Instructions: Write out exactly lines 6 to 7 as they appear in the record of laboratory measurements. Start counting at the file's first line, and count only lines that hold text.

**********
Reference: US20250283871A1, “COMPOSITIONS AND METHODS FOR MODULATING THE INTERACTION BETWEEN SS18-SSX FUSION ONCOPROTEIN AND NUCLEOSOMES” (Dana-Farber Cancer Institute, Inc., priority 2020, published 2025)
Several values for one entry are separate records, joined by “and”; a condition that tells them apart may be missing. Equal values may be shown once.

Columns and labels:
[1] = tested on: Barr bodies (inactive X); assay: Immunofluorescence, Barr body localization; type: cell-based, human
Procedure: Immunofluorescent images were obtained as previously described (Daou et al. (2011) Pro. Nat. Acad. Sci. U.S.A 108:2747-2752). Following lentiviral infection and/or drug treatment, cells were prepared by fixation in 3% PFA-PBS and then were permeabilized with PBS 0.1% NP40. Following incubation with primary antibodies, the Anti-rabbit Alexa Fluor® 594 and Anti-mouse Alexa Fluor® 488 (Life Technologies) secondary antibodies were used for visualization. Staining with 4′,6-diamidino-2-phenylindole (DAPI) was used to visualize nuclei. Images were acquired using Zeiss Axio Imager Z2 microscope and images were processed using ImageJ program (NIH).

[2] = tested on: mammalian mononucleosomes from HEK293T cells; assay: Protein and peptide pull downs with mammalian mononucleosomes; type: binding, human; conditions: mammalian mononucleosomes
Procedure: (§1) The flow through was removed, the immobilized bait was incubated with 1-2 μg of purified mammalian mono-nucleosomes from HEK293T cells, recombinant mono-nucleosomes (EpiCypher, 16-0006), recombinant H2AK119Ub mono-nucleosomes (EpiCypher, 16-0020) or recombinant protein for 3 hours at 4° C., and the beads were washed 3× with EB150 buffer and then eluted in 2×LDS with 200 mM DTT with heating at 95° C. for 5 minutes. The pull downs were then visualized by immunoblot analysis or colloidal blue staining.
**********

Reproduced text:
[2] = tested on: mammalian mononucleosomes from HEK293T cells; assay: Protein and peptide pull downs with mammalian mononucleosomes; type: binding, human; conditions: mammalian mononucleosomes
Procedure: (§1) The flow through was removed, the immobilized bait was incubated with 1-2 μg of purified mammalian mono-nucleosomes from HEK293T cells, recombinant mono-nucleosomes (EpiCypher, 16-0006), recombinant H2AK119Ub mono-nucleosomes (EpiCypher, 16-0020) or recombinant protein for 3 hours at 4° C., and the beads were washed 3× with EB150 buffer and then eluted in 2×LDS with 200 mM DTT with heating at 95° C. for 5 minutes. The pull downs were then visualized by immunoblot analysis or colloidal blue staining.